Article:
Much of Shark Tank’s success can be credited to its simple but nonetheless effective model. In brief, interested entrepreneurs send their applications to the show-runners, who choose the ones who promise to provide the most entertaining viewing. After which, they get to make their pitch to the investors, who will choose whether to invest in their projects or not. Whether the entrepreneurs can secure the investment or not, they can still benefit from the increased exposure that comes from appearing on the TV screen, thus ensuring that no one who makes it to that point leaves without something to show for their time and effort. Summed up, it is an excellent model, which could be put to more uses.
Here are five ideas for shows that could operate using much the same model as Shark Tank:
Different investors have different opinions about what makes for a sound investment. Combined with the recent rise of crowd-funding, this makes it possible to have a crowd-funded version of Shark Tank where the entrepreneurs would be making their pitch to the viewers as much as the investors. In this set-up, the investors would still serve to point out the project’s strengths and weaknesses, but it would be the viewers who would make the final decision about whether it would be funded or not. Better still, the nature of crowdfunding means increased viewer participation at a low cost, which could be useful for boosting interest.
Differentiation is what enables similar businesses to not just survive but thrive in separate sectors. For example, imagine a TV show where cooks decided to sell their original recipes to restaurant owners and food corporation executives by making them on the TV screen before serving them all. Considering the success of other food-focused TV shows as well as the ready-made audience for food-focused content, this is something that could bear fruitful results provided that it had the right personalities in charge.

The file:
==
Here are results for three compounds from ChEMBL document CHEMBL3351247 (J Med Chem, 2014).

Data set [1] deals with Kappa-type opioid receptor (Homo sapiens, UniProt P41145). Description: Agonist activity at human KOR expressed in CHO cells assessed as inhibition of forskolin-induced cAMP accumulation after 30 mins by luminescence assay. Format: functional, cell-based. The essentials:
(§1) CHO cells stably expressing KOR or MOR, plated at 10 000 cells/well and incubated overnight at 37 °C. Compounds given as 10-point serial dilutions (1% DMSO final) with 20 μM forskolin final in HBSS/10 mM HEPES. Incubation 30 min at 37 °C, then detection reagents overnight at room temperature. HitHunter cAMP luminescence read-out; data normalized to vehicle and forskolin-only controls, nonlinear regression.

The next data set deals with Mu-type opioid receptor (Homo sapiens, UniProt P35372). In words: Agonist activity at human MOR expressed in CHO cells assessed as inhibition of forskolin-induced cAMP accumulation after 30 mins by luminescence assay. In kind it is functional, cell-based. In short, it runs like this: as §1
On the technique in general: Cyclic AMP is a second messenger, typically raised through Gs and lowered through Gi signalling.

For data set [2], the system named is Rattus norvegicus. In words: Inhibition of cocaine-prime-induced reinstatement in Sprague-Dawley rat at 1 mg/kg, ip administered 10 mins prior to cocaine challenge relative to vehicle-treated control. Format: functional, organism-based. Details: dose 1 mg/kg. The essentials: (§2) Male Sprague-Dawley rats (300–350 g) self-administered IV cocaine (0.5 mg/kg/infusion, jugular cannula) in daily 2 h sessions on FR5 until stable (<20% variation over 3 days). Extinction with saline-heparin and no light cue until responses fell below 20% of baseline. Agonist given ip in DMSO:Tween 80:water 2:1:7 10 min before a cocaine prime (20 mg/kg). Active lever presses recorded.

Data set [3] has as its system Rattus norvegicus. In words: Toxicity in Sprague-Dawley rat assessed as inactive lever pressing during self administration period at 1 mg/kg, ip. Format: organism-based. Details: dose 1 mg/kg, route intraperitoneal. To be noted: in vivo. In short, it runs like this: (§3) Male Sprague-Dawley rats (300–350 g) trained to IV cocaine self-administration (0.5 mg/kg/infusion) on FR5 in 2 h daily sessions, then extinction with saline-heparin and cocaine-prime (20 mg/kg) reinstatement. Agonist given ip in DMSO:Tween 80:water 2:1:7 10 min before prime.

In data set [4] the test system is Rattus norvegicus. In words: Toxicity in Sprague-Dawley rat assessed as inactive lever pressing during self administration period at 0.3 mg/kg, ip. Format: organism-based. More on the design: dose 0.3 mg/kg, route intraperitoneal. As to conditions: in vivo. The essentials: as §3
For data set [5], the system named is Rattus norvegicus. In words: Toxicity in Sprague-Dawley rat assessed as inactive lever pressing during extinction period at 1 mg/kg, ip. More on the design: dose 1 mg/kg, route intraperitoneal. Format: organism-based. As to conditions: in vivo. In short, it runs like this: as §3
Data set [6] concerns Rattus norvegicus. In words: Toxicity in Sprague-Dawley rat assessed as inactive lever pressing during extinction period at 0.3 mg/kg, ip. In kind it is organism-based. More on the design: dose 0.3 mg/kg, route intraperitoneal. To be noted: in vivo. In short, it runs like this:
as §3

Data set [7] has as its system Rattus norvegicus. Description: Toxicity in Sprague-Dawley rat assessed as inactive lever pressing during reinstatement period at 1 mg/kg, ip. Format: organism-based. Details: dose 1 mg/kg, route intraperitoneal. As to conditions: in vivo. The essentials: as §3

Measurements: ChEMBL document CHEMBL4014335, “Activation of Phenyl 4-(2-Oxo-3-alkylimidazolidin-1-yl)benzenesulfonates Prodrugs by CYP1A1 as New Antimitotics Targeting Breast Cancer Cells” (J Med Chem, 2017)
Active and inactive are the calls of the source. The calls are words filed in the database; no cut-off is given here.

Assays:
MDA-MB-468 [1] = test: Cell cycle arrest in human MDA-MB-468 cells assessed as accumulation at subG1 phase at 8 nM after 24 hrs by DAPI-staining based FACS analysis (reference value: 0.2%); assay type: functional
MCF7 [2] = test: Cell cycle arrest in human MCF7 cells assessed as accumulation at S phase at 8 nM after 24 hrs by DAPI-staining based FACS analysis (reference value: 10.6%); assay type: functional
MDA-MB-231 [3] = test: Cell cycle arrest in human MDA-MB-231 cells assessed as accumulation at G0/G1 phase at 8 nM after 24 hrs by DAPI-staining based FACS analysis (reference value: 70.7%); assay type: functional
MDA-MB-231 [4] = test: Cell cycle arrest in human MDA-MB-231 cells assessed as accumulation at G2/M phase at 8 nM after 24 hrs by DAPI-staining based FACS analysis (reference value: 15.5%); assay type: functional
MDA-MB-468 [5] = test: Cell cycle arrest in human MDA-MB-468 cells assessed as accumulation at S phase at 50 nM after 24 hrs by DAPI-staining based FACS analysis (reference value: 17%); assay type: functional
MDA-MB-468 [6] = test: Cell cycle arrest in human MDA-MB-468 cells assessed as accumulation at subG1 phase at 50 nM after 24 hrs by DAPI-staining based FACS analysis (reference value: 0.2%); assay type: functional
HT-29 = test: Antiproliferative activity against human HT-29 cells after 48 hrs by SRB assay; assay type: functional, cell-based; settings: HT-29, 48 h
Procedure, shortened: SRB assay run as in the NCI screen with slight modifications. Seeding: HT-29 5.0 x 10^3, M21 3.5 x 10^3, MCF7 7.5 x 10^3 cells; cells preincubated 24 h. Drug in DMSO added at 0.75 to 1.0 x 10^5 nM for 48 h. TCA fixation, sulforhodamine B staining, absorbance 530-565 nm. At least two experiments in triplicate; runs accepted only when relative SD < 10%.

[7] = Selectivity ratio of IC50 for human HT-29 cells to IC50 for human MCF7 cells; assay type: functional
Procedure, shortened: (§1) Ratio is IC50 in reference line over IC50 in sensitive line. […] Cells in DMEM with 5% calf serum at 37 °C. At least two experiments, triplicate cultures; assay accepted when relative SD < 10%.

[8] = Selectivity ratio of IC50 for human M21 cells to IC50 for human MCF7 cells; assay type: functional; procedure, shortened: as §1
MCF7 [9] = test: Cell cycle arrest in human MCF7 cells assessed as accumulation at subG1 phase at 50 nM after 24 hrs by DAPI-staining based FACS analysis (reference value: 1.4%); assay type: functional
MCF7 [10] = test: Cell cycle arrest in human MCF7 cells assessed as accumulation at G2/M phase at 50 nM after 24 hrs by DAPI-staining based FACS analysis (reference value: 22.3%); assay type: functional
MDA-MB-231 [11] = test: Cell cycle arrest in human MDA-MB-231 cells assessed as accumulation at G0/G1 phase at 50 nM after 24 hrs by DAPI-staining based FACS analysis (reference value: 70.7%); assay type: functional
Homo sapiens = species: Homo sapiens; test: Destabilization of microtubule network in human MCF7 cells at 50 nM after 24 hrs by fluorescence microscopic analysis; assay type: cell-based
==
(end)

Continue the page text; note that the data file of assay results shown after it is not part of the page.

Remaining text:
There are already numerous reality TV shows focused on the fashion industry, so why not something focused on helping would-be fashion designers get a contract with an established fashion label? There would be minimal need for changes from Shark Tank’s successful model. Moreover, the focused nature of the content would help to draw in a pre-established base of viewers who have already become fond of reality TV shows about the fashion industry.
On a related note, there could be a potential for a TV show about inventors attempting to sell their inventions to relevant corporations. After all, while some inventors are also entrepreneurs, others are less interested in the process of running a business, meaning that they have no problems selling their patents to someone else provided that they get the right price.
American Idol is no longer running, but there are still other reality TV shows that provide interested individuals with a chance to secure a contract with a record studio. However, most of these TV shows are focused on a small number of contestants who are pared down over and over again over the course of weeks, meaning that there might be room in the market for something that focused on short appearances by a larger number of participants.